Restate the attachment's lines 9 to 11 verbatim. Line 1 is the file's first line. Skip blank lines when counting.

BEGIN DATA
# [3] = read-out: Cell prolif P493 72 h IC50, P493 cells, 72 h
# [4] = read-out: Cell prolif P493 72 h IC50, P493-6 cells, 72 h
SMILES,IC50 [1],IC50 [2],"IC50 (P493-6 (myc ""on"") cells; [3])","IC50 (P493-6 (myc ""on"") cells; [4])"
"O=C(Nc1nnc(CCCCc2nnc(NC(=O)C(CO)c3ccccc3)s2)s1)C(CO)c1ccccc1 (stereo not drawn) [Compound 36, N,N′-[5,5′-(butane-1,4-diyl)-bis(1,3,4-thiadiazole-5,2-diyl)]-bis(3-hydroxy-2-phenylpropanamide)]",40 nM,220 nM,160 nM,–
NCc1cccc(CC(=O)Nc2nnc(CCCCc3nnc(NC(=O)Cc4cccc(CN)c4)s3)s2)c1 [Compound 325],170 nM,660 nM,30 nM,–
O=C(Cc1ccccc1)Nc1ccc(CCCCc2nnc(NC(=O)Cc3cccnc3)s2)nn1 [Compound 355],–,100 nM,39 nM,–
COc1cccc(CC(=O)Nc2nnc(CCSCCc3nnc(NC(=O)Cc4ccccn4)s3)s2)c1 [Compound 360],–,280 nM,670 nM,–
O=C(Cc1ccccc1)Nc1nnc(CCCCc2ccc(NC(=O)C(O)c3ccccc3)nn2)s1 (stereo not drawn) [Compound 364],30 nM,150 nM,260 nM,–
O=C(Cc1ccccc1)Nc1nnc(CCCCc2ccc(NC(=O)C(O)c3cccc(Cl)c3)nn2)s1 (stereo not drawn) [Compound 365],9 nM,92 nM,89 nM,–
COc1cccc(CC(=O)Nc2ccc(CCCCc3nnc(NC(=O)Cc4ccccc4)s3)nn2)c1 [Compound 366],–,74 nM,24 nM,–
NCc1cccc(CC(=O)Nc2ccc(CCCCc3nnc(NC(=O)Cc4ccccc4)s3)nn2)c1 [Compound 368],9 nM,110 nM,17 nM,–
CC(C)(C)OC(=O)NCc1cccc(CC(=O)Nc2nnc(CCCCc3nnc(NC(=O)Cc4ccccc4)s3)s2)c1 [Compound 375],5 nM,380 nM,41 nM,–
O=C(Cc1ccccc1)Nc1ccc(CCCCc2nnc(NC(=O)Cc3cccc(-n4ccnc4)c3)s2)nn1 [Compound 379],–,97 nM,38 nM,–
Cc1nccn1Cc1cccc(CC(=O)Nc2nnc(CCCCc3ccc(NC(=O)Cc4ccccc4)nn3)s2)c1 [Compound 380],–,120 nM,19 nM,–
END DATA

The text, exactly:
O=C(Cc1ccccc1)Nc1nnc(CCCCc2ccc(NC(=O)C(O)c3cccc(Cl)c3)nn2)s1 (stereo not drawn) [Compound 365],9 nM,92 nM,89 nM,–
COc1cccc(CC(=O)Nc2ccc(CCCCc3nnc(NC(=O)Cc4ccccc4)s3)nn2)c1 [Compound 366],–,74 nM,24 nM,–
NCc1cccc(CC(=O)Nc2ccc(CCCCc3nnc(NC(=O)Cc4ccccc4)s3)nn2)c1 [Compound 368],9 nM,110 nM,17 nM,–